Since March 2014 there have been 111 ISIS-related arrests and 60 convictions. There have been nine indictments and six convictions of ISIS supporters in the metropolitan DC area alone. ISIS openly encourages “lone jihadi” attacks, and the State Department now admits ISIS is trying to penetrate the U.S. refugee flow. Some 250 U.S. Muslims from 19 states have either joined or attempted to join ISIS overseas. Many have since returned with little or no oversight.
Let’s be clear: these are not Mennonite terrorists. They are not Episcopalian suicide bombers. Virtually all 580 convictions since 9/11 were Muslim immigrants or American Muslim converts, and the Somali community consistently supplies such malefactors. Yet the Department of Homeland Security has provided tours of airport facilities to groups of Somalis, including explanations of airport inner workings, security protocols, and databases. DHS redacted some of this information as too sensitive to share with the public.
- Four Club Gitmo residents are scheduled to be transferred to Saudi Arabia within the next day.
Turkey is threatening to deny the U.S. access to Incirlik air base unless the U.S. military and its allies start flying ground support missions for Turkish troops in Syria. There’s a good chance the Turkish government is leaning on Iraq’s Kurdistan Regional Government (KRG) to push the PKK out of Sinjar province — the KRG is imposing restrictions on the movement of goods into and out of Sinjar, which is hurting the Yazidis who moved back into the area after ISIS was expelled. The KRG also shut down the charity Yazda, which has been helping transport Yazidis out of ISIS-held territory and providing survivors with mental health treatment.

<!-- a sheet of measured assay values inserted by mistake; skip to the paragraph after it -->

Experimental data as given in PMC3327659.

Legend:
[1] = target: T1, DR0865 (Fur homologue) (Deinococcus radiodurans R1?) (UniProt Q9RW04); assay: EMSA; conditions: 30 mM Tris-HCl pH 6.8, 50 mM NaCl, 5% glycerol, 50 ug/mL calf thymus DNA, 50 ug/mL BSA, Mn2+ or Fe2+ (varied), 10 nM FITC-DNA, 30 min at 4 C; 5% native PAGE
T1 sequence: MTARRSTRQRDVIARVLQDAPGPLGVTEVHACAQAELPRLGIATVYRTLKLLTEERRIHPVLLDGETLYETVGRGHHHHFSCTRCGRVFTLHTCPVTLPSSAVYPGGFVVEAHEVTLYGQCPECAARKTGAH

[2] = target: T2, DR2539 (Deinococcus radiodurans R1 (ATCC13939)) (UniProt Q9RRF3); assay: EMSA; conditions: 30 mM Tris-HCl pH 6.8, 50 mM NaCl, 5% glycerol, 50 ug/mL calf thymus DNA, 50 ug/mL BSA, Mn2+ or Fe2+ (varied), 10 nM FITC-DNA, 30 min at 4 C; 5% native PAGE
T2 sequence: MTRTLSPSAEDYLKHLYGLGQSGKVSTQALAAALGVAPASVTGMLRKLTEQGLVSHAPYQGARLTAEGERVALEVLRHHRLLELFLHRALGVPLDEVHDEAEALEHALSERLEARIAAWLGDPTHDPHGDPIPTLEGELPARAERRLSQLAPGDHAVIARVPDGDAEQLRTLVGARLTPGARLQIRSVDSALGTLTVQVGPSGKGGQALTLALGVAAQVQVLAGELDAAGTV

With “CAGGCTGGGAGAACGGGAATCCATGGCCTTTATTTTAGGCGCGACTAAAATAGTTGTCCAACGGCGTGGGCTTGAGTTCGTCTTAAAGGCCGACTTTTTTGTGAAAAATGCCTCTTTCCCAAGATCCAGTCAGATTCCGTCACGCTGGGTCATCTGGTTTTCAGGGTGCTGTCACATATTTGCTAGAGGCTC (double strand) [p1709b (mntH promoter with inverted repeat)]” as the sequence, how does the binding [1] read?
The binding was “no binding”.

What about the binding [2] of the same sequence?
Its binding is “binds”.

Kidnapped Iraqi journalist Afrah al-Qaisi was freed unharmed and the property her kidnappers stole was returned.
An Israeli soldier, Sergeant Elor Azaria, was convicted of manslaughter by a military court for shooting and killing a Palestinian who was wounded and lying on the ground. Israeli Prime Minister Benjamin Netanyahu supports pardoning Azaria.
Mario Loyola wrote a long article for National Review describing a plan for achieving peace in Palestine:
That includes the U.S. position on Israeli settlements. Settlements are not the reason that the two-state solution is “now in jeopardy,” as Secretary of State John Kerry put it in his mea non culpa speech last week. There is only one reason the two-state solution is in jeopardy, or more accurately dead, and that is Muslim terrorism against innocent Jews. There is only one reason for the harsh security measures imposed in the occupied territories, and that is Muslim terrorism against innocent Jews. There is only one reason for the continuing conflict between Israel and its neighbors, and that is Muslim terrorism against innocent Jews.
- Russia have decided the Taliban are an ally (at least for now), and they’re working to ease sanctions on the group’s leaders:
The jihadist group [the Taliban] wants to win the Afghan war and it is using negotiations with regional and international powers to improve its standing. The Taliban has long manipulated “peace” negotiations with the U.S. and Western powers as a pretext for undoing international sanctions that limit the ability of its senior figures to travel abroad for lucrative fundraising and other purposes, even while offering no serious gestures toward peace.